The dome was functional and symbolic, held to mirror heaven, with forty windows for flooding it with light. As a space designed for a new liturgy, which featured antiphonal chant – two choir sections chanted alternately across the space – the dome captured sound and magnified it, creating a “wet” sound that washed across and immersed worshippers. Reverberation of music and sound in the dome lasts up to 11 seconds, quite opposite to the effect desired and achieved in a modern concert hall, where a note reverberates only for 2-3 seconds and dampers are employed to reduce vibration.
This very dome, created to highlight the sounds and sights of Christian worship, gave the essential form to subsequent mosque structures. Mosques today are domed because Hagia Sophia was domed. The stunning Sultanahmet Camii, the “Blue Mosque”, was built to surpass Hagia Sophia’s dome, which it does by supporting its central dome without the need for massive piers and “pendentives”.
Hagia Sophia, which originally featured none of its many external retaining walls and buttresses, is particularly vulnerable to earthquakes. Istanbul sits on an active tectonic fault and earthquakes have damaged the building and its dome many times. Within decades of its completion, the dome fell as it was under repair, crushing the ciborium and altar beneath. After another reconstruction in the ninth century the apse was given its dominating, refulgent mosaic of the Mother of God (Theotokos) seated holding the infant Christ in her lap.
Initial reports on the Turkish court’s decision have identified a threat to the building’s status as a UNESCO “World Heritage Site”. Erdoğan acknowledged as much in his comments on the “common heritage of humankind”. Hagia Sophia is not a “World Heritage Site” it itself, but is embraced within the enormous “Historic Areas of Istanbul”, that encompasses four discrete regions of the city. The largest of these four areas is the “Istanbul Land Walls Area”, that stretches from the Golden Horn to the Marmara Sea, taking in the Theodosian Land Walls, built a century before Hagia Sophia, and a large swathe of land either side of the walls. The second largest of the four areas is the “Sultanahmet Urban Archaeological Component Area”, which includes Topkapı Palace and the “Blue Mosque”, as well as Hagia Sophia between them. It also takes in the whole site of the Great Palace, established for Constantine the Great and developed by most of his successors, the hippodrome with its towering “Sphendone.”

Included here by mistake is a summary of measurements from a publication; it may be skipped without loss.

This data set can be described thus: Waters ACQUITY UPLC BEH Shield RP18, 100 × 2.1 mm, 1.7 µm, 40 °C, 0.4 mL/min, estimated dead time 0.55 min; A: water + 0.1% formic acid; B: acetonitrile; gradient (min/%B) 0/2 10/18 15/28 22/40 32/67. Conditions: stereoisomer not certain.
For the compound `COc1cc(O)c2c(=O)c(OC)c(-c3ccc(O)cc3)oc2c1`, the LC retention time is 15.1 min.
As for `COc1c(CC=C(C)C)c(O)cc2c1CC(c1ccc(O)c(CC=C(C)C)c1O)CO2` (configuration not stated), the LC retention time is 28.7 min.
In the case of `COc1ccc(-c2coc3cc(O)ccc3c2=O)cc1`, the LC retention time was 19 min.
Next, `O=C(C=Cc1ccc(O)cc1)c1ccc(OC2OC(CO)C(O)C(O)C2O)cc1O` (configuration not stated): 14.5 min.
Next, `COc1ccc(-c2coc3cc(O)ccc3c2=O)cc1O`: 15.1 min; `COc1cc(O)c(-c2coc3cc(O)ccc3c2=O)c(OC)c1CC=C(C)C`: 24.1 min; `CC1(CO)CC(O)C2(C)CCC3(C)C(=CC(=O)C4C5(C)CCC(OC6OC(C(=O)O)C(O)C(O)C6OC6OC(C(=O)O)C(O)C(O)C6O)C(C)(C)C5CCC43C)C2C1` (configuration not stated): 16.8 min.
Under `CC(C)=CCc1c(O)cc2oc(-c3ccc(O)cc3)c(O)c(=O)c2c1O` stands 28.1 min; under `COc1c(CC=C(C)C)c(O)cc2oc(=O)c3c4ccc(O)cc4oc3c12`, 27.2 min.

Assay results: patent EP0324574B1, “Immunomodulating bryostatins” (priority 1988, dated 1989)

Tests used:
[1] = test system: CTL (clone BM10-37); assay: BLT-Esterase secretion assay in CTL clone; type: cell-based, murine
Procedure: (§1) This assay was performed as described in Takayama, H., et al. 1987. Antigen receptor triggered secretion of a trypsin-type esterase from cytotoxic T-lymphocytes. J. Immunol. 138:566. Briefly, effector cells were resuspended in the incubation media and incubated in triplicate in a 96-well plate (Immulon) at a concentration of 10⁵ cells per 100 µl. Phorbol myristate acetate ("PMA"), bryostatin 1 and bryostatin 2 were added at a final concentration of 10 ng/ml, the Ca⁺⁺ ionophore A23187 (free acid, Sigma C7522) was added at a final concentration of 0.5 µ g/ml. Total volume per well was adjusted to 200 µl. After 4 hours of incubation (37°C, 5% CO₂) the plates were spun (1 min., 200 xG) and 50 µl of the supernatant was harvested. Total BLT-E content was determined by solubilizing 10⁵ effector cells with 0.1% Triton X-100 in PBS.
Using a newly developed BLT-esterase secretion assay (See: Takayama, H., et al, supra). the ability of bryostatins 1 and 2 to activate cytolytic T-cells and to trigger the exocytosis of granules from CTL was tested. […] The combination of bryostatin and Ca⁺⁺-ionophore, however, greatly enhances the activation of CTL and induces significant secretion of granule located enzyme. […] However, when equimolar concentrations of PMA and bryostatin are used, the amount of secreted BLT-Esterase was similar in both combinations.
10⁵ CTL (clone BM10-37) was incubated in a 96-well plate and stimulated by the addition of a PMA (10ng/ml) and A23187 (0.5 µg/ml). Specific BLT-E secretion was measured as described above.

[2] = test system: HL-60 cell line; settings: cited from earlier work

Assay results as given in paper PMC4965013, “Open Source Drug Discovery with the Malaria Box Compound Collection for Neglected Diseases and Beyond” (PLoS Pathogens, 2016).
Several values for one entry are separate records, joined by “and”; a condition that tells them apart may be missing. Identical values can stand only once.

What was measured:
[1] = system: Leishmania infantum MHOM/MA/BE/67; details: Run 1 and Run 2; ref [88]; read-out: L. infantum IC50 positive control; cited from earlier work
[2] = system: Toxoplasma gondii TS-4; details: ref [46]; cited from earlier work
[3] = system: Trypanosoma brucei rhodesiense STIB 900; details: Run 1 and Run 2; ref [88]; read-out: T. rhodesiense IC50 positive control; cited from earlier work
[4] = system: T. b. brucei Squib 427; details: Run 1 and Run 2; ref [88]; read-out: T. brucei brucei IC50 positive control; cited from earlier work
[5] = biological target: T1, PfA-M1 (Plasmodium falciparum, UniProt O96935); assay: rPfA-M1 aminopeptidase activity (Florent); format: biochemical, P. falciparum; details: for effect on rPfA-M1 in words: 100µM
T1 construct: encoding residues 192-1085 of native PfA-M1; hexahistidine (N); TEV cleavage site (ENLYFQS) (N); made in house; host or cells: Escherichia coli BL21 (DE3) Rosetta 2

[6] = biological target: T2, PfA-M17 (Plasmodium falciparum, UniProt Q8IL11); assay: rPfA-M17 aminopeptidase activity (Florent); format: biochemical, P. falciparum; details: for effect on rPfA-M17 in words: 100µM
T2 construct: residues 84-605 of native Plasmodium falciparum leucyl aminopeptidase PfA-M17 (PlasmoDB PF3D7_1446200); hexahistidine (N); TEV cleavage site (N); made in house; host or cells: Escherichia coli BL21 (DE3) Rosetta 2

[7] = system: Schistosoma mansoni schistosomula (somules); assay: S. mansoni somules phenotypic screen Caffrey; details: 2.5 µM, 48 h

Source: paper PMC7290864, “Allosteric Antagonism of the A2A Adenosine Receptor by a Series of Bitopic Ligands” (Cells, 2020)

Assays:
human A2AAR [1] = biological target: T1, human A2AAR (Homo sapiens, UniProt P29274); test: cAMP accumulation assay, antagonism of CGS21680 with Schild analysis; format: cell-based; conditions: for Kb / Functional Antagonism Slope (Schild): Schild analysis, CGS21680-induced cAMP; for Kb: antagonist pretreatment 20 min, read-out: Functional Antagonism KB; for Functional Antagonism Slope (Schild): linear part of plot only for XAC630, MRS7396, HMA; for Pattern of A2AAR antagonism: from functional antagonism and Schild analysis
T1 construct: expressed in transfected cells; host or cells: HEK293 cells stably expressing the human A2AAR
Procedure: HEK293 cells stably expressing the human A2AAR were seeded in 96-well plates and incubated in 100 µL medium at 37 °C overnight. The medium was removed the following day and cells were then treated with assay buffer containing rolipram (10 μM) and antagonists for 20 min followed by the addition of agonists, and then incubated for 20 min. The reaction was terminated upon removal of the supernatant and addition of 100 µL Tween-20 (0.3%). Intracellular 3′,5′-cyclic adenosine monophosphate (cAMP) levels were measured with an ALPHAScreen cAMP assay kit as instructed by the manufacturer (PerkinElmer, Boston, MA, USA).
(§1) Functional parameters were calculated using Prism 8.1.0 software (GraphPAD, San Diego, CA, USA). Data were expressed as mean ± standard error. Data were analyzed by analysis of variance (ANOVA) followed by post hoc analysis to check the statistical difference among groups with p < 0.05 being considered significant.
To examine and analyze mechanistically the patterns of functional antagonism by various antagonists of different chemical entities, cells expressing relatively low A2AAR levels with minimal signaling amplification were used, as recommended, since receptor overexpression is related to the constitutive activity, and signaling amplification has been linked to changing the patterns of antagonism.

UNESCO issued a statement that the “Director-General of UNESCO deeply regrets the decision of the Turkish authorities, made without prior discussion, to change the status of Hagia Sophia”. It further noted that “States have an obligation to ensure that modifications do not affect the Outstanding Universal Value of inscribed sites on their territories”, and that “UNESCO must be given prior notice of any such modifications, which, if necessary, are then examined by the World Heritage Committee”. The committee does not move quickly. Its last annual meeting was held in Baku in July 2019, and this year’s meeting, due to be held 29 June to 9 July in Fuzhou, China, has been postponed until further notice. At that meeting, it was due to consider a summary report on the “Historical Areas of Istanbul”.
UNESCO’S concern over “modifications” is code for the fate of Christian art within the building. It will be addressed politely by the same efficient cultural heritage officials who have handled Turkey’s paperwork since 1985. Meanwhile, the hint of encroachment on Turkish sovereignty by an external agency, and statements by various national governments opposed to the decision, has offered the opportunity for some nationalistic posturing. Like the decision, this is aimed at a domestic audience. For many supporters of Erdoğan, he has finally delivered on a promise, when for years he preferred to keep the issue at a low simmer, stoking the fire when his hold on power appeared to weaken.